Mitsitam Cafe on Urbanspoon

Blue Duck Tavern
We’ve already talked about the importance of provenance in modern American cooking and Blue Duck Tavern have taken that concept to the extreme. Every dish on their menu clearly states the producer and state for the main ingredient. They offer a range of dishes showcasing the best of American food.


I had a delicious wagyu tartare – Americans go crazy for this Japanese style beef. It’s incredibly soft, but doesn’t have that intense beefy taste you get with the best British cattle. A fresh salad and sous vide egg are the perfect accompaniments. Just cooking the yolk is very clever – it not only makes the dish safer, but improves the texture – creating a hot, savoury custard.


For the main I had roast suckling pig – perfectly crisp skin and soft, sweet meat underneath. I also ordered a side of triple cooked chips – these had fantastic flavour, but the texture wasn’t quite right. Either they didn’t dry them properly between cooking stages or the moisture content was off in the original potato.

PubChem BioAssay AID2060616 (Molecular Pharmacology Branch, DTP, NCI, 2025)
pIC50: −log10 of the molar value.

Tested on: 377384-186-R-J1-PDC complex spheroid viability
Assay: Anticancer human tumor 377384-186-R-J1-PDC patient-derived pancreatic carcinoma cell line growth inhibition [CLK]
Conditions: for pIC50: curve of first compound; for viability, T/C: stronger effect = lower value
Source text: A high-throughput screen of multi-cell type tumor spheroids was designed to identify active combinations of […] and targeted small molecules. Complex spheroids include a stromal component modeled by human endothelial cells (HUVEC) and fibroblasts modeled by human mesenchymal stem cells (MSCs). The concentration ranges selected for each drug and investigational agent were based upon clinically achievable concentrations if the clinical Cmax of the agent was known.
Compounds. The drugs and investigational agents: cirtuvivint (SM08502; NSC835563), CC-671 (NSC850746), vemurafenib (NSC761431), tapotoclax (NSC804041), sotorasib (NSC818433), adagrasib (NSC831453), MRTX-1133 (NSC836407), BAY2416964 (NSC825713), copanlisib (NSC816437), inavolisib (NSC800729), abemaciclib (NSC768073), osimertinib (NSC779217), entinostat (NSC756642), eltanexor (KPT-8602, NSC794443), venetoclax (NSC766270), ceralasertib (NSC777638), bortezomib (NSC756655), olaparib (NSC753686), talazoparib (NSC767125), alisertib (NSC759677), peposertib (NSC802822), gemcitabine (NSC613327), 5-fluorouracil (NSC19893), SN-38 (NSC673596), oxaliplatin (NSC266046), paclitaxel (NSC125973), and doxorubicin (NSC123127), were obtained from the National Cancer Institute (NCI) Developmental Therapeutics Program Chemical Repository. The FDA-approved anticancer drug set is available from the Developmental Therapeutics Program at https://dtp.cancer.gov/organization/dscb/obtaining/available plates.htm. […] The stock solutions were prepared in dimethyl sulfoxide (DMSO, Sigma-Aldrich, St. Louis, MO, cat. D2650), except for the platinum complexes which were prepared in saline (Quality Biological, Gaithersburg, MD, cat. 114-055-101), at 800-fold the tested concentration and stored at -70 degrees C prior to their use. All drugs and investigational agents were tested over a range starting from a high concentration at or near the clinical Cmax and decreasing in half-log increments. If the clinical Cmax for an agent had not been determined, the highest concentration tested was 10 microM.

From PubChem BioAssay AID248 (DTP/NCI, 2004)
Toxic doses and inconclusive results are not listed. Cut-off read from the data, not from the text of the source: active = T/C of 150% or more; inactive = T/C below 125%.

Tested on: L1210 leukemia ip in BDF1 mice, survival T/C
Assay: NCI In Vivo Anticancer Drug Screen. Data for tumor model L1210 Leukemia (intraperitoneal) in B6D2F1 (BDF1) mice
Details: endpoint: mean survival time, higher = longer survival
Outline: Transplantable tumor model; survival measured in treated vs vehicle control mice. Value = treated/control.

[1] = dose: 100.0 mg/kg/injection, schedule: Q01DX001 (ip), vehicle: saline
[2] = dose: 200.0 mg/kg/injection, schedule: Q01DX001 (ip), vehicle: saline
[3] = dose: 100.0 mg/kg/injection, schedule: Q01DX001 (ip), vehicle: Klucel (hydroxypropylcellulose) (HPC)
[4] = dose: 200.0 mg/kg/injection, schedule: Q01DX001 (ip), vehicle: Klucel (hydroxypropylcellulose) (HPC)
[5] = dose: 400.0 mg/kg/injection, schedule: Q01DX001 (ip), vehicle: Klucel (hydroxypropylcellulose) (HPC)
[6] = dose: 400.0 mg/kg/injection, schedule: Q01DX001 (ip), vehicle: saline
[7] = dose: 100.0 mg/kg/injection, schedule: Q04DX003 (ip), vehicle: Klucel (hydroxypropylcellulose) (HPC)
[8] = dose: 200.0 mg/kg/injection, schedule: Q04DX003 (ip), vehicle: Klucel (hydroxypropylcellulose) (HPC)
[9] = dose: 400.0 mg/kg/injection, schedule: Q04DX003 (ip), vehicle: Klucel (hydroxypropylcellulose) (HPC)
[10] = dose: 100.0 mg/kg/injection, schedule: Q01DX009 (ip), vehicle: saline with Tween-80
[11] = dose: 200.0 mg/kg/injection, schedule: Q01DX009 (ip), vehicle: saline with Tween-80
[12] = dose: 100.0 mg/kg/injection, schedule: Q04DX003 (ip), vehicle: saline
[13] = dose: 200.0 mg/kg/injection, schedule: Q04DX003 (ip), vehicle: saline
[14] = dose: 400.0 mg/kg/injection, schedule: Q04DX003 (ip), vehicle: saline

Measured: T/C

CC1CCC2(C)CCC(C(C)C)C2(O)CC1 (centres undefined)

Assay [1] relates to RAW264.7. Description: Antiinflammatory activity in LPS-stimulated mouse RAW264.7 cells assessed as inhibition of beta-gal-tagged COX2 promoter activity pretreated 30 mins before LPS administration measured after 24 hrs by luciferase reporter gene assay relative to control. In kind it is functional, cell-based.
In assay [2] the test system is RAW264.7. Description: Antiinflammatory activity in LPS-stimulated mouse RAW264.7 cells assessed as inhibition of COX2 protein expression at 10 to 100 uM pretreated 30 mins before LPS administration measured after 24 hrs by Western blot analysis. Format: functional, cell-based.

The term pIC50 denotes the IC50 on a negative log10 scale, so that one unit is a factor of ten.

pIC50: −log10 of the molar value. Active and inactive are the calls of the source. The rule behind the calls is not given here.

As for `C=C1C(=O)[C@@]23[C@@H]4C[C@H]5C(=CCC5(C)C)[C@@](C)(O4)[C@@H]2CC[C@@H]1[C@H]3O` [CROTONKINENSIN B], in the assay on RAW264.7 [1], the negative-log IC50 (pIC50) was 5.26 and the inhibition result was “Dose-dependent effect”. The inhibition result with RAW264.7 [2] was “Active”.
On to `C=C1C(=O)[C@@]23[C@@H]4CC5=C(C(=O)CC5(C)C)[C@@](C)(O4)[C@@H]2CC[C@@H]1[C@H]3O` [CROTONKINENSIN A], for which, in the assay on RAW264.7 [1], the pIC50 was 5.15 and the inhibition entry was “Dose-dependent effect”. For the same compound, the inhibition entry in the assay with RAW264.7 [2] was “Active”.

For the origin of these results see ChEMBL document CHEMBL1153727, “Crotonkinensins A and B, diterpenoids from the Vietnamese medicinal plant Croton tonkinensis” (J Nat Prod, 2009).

Dessert was much better – a lovely warm cookie dough, ice cream and toasted marshmallow. It would be a really easy dessert to do at home.


Blue Duck Tavern on Urbanspoon

Washington is a great place to spend a few days – it’s got world class museums and galleries, fantastic food at every price point and some of the best tourist sites on the East Coast.